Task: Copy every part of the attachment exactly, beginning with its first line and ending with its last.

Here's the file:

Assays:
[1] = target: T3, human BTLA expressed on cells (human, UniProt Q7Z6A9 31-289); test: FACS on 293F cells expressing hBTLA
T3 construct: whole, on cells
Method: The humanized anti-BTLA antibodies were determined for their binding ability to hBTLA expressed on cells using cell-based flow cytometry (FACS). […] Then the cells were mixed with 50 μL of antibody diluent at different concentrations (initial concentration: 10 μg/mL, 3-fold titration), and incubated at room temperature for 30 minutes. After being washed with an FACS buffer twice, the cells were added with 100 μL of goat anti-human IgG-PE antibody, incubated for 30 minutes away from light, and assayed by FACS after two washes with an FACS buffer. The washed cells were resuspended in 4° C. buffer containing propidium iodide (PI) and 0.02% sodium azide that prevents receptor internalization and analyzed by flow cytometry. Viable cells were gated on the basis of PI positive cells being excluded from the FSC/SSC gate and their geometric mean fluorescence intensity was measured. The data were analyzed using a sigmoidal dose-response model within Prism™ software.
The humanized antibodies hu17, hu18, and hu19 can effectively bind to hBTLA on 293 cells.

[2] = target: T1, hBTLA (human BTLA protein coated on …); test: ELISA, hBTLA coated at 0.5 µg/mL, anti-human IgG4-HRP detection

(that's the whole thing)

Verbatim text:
Assays:
[1] = target: T3, human BTLA expressed on cells (human, UniProt Q7Z6A9 31-289); test: FACS on 293F cells expressing hBTLA
T3 construct: whole, on cells
Method: The humanized anti-BTLA antibodies were determined for their binding ability to hBTLA expressed on cells using cell-based flow cytometry (FACS). […] Then the cells were mixed with 50 μL of antibody diluent at different concentrations (initial concentration: 10 μg/mL, 3-fold titration), and incubated at room temperature for 30 minutes. After being washed with an FACS buffer twice, the cells were added with 100 μL of goat anti-human IgG-PE antibody, incubated for 30 minutes away from light, and assayed by FACS after two washes with an FACS buffer. The washed cells were resuspended in 4° C. buffer containing propidium iodide (PI) and 0.02% sodium azide that prevents receptor internalization and analyzed by flow cytometry. Viable cells were gated on the basis of PI positive cells being excluded from the FSC/SSC gate and their geometric mean fluorescence intensity was measured. The data were analyzed using a sigmoidal dose-response model within Prism™ software.
The humanized antibodies hu17, hu18, and hu19 can effectively bind to hBTLA on 293 cells.

[2] = target: T1, hBTLA (human BTLA protein coated on …); test: ELISA, hBTLA coated at 0.5 µg/mL, anti-human IgG4-HRP detection